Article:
A mixture of CO_{2} and N_{2} was infused at a constant rate in gradually decreasing intervals, and the CO_{2} production rates estimated by algorithms were compared with the CO_{2} infusion rate (Fig. 4). Even for an infusion of a 16-min period (8 min “on” and 8 min “off”) and for shorter periodic infusions, deconvolution returned estimates synchronized with the input signal. Compared with estimates by deconvolution, those by Kalman smoothing were slightly over damped. The Kalman filter consistently returned estimates several minutes behind the known input signal. The estimates of the CO_{2} production rate by trends identification fit nicely to the infusion rate when the standard gas was infused with a 64-min period (32 min “on” and 32 min “off”). However, against a repeated infusion of a 16-min period, the recovery by this algorithm dropped and the delayed time course of the estimates was evident. Similar to simulation studies with the rectangular signal, trends identification (16-min period) and the Kalman filter (16 min or shorter) returned estimates, the correlation coefficients of which with the CO_{2} infusion rate were negative. Collectively in terms of overall recovery, MSE, and correlation with the known input signal, deconvolution performed better than the other algorithms (Table 4).

### Case study

The time course of energy expenditure during sleep was shown with changes in sleep stage in Fig. 5. Compared with deconvolution, Kalman smoothing returned similar but slightly over-damped estimates and the Kalman filter returned a delayed response. As shown in Fig. 5, *inset*, trends identification returned a time course with sudden changes (from 464 to 465 min and from 502 to 503 min of the sleep). Figure 5, *inset*, also shows that apparent energy expenditure based on deconvolution and Kalman smoothing increased before awakening, when data after awakening were included for calculation of O_{2} consumption and CO_{2} production.

ANOCVA revealed an association of energy expenditure with sleep stage. Energy expenditures estimated by deconvolution and Kalman smoothing were more closely associated with sleep stage than those based on the Kalman filter and trends identification (Table 5).

## DISCUSSION

The whole body indirect calorimeter has been a major tool of nutrition research for more than a century and has been labeled the “golden standard” for energy expenditure measurements. Improvements in noise reduction algorithms made the whole body calorimeter useful not only for traditional 24-h energy expenditure measurements but also for experiments requiring rapid response (10, 12, 17, 19, 27). Although several noise reduction algorithms have been proposed, there is a paucity for rigorous comparison among the algorithms under various conditions. As the first step to compare the performance of algorithms, the present study performed in silico simulation using rectangular and sinusoidal input signals. The rectangular input signal modeled intermittent CO_{2} infusion used in previous studies (12, 19) to validate whole body indirect calorimeter. Since energy metabolism gradually changes at the onset and end of an exercise (2), the sinusoidal input signal was also included in the simulation study.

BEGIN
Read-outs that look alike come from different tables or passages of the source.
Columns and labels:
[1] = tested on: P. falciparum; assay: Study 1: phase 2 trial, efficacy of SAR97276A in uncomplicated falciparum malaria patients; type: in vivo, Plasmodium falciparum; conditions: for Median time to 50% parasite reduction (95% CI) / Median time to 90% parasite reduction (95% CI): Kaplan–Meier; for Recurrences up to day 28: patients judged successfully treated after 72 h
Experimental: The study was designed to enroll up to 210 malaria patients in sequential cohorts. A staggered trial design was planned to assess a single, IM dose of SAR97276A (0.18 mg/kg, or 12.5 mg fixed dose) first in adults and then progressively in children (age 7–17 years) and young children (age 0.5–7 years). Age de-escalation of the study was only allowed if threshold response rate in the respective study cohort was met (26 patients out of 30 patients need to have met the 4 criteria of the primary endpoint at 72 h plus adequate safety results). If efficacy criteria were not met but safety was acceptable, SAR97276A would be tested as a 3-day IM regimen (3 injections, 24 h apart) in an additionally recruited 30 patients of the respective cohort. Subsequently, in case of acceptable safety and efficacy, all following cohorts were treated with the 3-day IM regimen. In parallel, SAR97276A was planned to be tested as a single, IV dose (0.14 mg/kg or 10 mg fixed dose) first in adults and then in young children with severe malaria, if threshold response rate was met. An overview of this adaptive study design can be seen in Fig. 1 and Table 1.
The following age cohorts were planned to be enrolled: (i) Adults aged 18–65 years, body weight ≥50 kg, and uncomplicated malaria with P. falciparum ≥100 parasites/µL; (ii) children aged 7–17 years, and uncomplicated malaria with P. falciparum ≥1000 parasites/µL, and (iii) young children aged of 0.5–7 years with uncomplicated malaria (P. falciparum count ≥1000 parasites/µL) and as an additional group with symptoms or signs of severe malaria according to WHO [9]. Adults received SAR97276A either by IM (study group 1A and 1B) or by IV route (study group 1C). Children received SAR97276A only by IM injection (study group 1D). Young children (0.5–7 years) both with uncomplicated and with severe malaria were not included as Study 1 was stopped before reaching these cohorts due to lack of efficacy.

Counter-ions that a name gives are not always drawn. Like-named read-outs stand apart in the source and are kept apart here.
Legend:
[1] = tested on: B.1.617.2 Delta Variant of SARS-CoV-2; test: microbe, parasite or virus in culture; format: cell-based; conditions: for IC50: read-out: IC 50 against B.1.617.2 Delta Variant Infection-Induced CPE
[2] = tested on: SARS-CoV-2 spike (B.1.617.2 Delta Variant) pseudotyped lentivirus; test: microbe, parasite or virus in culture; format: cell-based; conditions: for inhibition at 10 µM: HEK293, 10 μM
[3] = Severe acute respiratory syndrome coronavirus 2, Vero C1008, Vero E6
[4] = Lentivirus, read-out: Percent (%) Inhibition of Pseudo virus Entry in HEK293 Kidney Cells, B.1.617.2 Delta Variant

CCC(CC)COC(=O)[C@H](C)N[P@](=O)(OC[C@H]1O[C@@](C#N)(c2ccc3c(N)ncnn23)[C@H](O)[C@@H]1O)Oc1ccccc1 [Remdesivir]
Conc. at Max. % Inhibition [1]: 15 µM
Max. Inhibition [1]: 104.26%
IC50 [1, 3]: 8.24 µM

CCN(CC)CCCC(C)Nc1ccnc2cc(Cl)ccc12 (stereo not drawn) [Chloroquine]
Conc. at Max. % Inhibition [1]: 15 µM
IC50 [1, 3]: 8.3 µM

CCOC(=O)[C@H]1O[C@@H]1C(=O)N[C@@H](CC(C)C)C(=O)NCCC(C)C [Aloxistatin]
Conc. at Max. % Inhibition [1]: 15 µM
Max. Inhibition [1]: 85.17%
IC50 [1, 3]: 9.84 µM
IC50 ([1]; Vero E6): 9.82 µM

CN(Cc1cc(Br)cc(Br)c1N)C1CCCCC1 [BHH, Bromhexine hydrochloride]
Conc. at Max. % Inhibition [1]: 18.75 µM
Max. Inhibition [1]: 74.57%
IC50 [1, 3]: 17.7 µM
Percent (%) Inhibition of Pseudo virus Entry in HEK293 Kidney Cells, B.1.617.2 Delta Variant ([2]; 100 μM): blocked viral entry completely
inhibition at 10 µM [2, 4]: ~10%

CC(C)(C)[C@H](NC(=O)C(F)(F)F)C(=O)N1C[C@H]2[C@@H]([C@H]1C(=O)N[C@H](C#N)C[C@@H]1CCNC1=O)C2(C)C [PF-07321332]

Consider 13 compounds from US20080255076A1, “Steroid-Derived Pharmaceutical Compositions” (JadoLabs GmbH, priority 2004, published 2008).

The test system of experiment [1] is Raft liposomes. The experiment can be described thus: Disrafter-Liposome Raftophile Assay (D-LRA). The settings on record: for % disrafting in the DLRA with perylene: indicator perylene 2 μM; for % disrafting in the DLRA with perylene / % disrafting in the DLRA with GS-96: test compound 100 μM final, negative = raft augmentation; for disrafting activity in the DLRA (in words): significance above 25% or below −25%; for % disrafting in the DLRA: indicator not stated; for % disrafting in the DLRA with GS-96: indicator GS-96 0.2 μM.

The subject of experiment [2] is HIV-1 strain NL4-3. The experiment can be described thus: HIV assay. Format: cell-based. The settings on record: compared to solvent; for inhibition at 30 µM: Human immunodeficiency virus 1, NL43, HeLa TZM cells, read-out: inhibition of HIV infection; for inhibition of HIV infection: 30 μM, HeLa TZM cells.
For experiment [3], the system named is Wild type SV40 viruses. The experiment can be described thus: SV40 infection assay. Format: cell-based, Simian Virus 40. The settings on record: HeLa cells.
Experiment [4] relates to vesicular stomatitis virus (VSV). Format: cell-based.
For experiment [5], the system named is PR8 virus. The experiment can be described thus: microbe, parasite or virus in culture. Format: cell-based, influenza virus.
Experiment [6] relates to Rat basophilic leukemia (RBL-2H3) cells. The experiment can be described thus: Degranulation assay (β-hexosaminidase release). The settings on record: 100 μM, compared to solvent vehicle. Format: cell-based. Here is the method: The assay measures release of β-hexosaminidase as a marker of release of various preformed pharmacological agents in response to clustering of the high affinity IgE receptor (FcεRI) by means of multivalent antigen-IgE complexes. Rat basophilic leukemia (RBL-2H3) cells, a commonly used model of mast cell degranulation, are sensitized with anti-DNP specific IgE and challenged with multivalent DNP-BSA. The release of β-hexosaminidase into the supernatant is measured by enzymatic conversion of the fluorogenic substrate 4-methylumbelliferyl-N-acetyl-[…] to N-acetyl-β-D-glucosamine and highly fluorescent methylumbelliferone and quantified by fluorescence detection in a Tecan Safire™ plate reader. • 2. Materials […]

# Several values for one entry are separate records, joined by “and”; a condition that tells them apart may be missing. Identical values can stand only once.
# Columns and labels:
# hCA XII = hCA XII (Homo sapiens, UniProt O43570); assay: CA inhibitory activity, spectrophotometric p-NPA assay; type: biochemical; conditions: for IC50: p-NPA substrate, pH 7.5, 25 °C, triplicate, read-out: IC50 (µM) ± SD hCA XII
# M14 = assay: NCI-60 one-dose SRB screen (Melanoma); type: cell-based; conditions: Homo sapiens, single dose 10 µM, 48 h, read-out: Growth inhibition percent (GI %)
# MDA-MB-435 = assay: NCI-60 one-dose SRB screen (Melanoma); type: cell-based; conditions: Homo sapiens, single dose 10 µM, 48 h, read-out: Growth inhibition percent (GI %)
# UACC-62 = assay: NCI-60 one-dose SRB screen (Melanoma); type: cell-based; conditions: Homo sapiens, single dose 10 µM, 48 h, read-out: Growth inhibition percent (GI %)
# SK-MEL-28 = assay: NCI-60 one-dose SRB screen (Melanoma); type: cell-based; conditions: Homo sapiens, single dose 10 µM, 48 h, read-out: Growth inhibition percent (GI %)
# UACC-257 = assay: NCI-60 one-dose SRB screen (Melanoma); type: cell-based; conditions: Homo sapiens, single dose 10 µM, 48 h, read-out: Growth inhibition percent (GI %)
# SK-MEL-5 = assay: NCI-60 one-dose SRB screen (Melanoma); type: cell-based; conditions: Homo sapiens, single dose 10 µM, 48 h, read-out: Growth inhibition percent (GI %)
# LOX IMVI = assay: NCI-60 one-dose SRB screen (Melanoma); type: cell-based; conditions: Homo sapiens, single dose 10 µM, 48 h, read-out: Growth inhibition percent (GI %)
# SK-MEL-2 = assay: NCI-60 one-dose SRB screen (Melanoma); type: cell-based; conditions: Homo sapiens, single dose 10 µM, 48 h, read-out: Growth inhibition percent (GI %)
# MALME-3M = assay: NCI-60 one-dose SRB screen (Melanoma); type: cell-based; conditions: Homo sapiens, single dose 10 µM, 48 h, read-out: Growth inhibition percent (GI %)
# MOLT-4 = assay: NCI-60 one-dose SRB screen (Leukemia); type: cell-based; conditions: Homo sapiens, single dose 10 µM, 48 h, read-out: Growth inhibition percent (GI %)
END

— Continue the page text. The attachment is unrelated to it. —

The moving average method is straightforward, and its performance was comparable with that of the other algorithms when evaluated from overall recovery and MSE. However, the time course of estimates by this method is rather erratic or under-damped. This prevented us from relying on this algorithm for estimating the RQ value in a short interval.

The trends identification algorithm initially developed for “push” calorimeter at Göteborg (12) was subsequently installed for a “pull” calorimeter at Pennington (19). This algorithm for noise suppression allows one to compute energy metabolism during the stable stage of respiration and the transition between states. The obvious limitation of this algorithm is that, if there are more than two states within the 30 min, the states are smoothed. Consistent with the intermittent CO_{2} infusion test of previous studies (12, 19) and the present study, this algorithm returned a poor estimate in the simulation study, when the input signal changed frequently. Furthermore, simulation also revealed a characteristic delay of the estimate for the signal of a 16-min period, which has been demonstrated but not mentioned in the CO_{2} infusion test of previous studies (12, 19). This delay of the estimate by trend identification resulted in negative or no correlations between the estimate and input signal when the period of the input signal was 16 min (8 min “on” and 8 min “off”) or shorter. In addition, recovery of this algorithm decreased against a signal of a 16-min period during the simulation with the rectangular input and CO_{2} infusion test. Since the sinusoidal signal continuously changes its magnitude, it was not surprising that trends identification did not perform well for this signal. Thus simulation study highlighted the limited ability of the trends identification algorithm against the input signals of a short period, and this was confirmed by the CO_{2} infusion test.